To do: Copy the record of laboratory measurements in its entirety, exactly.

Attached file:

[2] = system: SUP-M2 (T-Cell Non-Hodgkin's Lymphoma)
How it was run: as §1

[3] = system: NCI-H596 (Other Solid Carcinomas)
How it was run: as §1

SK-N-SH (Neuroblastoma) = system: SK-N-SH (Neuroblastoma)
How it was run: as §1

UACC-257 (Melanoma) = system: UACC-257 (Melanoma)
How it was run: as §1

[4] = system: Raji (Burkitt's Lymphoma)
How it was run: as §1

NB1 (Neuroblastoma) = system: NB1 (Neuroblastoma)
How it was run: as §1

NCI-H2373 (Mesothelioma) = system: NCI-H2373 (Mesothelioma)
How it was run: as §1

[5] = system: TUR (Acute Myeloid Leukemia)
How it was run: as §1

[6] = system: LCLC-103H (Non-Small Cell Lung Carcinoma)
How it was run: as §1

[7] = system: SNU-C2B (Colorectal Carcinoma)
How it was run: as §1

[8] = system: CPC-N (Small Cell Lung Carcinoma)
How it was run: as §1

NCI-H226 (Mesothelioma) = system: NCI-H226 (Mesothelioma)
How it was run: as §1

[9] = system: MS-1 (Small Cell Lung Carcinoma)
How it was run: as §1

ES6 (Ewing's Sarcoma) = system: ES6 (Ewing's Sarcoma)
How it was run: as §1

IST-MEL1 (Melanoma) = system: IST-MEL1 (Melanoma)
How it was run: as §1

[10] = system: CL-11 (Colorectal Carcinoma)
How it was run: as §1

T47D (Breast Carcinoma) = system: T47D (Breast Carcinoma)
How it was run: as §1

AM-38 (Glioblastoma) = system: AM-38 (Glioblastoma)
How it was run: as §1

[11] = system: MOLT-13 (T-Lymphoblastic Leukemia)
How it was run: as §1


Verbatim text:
[2] = system: SUP-M2 (T-Cell Non-Hodgkin's Lymphoma)
How it was run: as §1

[3] = system: NCI-H596 (Other Solid Carcinomas)
How it was run: as §1

SK-N-SH (Neuroblastoma) = system: SK-N-SH (Neuroblastoma)
How it was run: as §1

UACC-257 (Melanoma) = system: UACC-257 (Melanoma)
How it was run: as §1

[4] = system: Raji (Burkitt's Lymphoma)
How it was run: as §1

NB1 (Neuroblastoma) = system: NB1 (Neuroblastoma)
How it was run: as §1

NCI-H2373 (Mesothelioma) = system: NCI-H2373 (Mesothelioma)
How it was run: as §1

[5] = system: TUR (Acute Myeloid Leukemia)
How it was run: as §1

[6] = system: LCLC-103H (Non-Small Cell Lung Carcinoma)
How it was run: as §1

[7] = system: SNU-C2B (Colorectal Carcinoma)
How it was run: as §1

[8] = system: CPC-N (Small Cell Lung Carcinoma)
How it was run: as §1

NCI-H226 (Mesothelioma) = system: NCI-H226 (Mesothelioma)
How it was run: as §1

[9] = system: MS-1 (Small Cell Lung Carcinoma)
How it was run: as §1

ES6 (Ewing's Sarcoma) = system: ES6 (Ewing's Sarcoma)
How it was run: as §1

IST-MEL1 (Melanoma) = system: IST-MEL1 (Melanoma)
How it was run: as §1

[10] = system: CL-11 (Colorectal Carcinoma)
How it was run: as §1

T47D (Breast Carcinoma) = system: T47D (Breast Carcinoma)
How it was run: as §1

AM-38 (Glioblastoma) = system: AM-38 (Glioblastoma)
How it was run: as §1

[11] = system: MOLT-13 (T-Lymphoblastic Leukemia)
How it was run: as §1